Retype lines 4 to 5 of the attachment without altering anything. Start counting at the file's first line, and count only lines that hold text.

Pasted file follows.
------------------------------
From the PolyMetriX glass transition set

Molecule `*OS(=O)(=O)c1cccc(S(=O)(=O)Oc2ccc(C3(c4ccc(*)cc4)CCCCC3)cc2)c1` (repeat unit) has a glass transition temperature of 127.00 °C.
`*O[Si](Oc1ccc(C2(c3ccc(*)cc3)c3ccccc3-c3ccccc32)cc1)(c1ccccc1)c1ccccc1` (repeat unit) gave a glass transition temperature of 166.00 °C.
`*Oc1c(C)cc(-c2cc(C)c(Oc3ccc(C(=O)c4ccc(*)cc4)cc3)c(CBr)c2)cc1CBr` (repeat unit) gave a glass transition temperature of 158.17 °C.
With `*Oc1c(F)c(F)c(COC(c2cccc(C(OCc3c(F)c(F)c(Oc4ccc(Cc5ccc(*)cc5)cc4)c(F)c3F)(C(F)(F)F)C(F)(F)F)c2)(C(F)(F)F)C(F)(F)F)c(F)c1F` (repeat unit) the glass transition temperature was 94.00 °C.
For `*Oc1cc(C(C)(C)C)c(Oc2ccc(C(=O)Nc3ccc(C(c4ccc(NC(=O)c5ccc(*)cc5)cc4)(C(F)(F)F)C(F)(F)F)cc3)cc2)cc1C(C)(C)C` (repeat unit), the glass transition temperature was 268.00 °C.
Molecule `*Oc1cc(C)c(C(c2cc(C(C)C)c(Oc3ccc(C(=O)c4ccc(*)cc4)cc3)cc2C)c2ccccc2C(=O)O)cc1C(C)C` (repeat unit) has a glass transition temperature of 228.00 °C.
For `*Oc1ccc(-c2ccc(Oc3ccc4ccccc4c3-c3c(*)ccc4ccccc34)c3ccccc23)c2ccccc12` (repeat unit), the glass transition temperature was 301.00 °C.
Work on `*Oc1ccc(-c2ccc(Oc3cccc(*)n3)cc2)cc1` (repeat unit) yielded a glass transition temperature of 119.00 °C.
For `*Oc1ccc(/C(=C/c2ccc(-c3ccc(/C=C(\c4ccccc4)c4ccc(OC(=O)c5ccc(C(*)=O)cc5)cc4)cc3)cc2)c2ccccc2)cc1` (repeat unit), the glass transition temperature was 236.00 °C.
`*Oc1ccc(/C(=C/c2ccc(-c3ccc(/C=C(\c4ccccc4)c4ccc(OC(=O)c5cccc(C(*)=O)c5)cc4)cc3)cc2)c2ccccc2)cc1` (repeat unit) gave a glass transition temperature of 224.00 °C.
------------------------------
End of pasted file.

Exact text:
`*Oc1c(C)cc(-c2cc(C)c(Oc3ccc(C(=O)c4ccc(*)cc4)cc3)c(CBr)c2)cc1CBr` (repeat unit) gave a glass transition temperature of 158.17 °C.
With `*Oc1c(F)c(F)c(COC(c2cccc(C(OCc3c(F)c(F)c(Oc4ccc(Cc5ccc(*)cc5)cc4)c(F)c3F)(C(F)(F)F)C(F)(F)F)c2)(C(F)(F)F)C(F)(F)F)c(F)c1F` (repeat unit) the glass transition temperature was 94.00 °C.